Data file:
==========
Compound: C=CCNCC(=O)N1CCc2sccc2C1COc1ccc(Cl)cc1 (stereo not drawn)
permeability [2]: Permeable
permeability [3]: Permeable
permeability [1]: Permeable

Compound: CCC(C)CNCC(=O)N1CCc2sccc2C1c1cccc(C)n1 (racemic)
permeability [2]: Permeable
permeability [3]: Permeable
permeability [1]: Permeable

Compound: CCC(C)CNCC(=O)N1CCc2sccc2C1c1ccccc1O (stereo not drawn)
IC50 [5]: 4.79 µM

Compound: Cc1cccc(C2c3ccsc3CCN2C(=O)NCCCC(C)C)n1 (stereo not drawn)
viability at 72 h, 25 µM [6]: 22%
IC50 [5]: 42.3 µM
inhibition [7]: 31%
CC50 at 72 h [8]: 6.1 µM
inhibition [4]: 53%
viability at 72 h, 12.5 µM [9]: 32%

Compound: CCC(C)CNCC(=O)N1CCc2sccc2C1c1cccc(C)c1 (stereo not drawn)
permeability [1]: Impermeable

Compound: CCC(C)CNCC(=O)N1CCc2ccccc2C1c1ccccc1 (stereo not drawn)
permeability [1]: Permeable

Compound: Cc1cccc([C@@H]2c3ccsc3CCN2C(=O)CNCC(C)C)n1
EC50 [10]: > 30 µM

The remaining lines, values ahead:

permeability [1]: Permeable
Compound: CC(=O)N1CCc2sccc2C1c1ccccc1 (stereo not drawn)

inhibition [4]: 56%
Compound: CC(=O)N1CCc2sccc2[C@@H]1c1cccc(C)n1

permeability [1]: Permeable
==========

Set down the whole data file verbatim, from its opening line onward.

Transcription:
Compound: C=CCNCC(=O)N1CCc2sccc2C1COc1ccc(Cl)cc1 (stereo not drawn)
permeability [2]: Permeable
permeability [3]: Permeable
permeability [1]: Permeable

Compound: CCC(C)CNCC(=O)N1CCc2sccc2C1c1cccc(C)n1 (racemic)
permeability [2]: Permeable
permeability [3]: Permeable
permeability [1]: Permeable

Compound: CCC(C)CNCC(=O)N1CCc2sccc2C1c1ccccc1O (stereo not drawn)
IC50 [5]: 4.79 µM

Compound: Cc1cccc(C2c3ccsc3CCN2C(=O)NCCCC(C)C)n1 (stereo not drawn)
viability at 72 h, 25 µM [6]: 22%
IC50 [5]: 42.3 µM
inhibition [7]: 31%
CC50 at 72 h [8]: 6.1 µM
inhibition [4]: 53%
viability at 72 h, 12.5 µM [9]: 32%

Compound: CCC(C)CNCC(=O)N1CCc2sccc2C1c1cccc(C)c1 (stereo not drawn)
permeability [1]: Impermeable

Compound: CCC(C)CNCC(=O)N1CCc2ccccc2C1c1ccccc1 (stereo not drawn)
permeability [1]: Permeable

Compound: Cc1cccc([C@@H]2c3ccsc3CCN2C(=O)CNCC(C)C)n1
EC50 [10]: > 30 µM

The remaining lines, values ahead:

permeability [1]: Permeable
Compound: CC(=O)N1CCc2sccc2C1c1ccccc1 (stereo not drawn)

inhibition [4]: 56%
Compound: CC(=O)N1CCc2sccc2[C@@H]1c1cccc(C)n1

permeability [1]: Permeable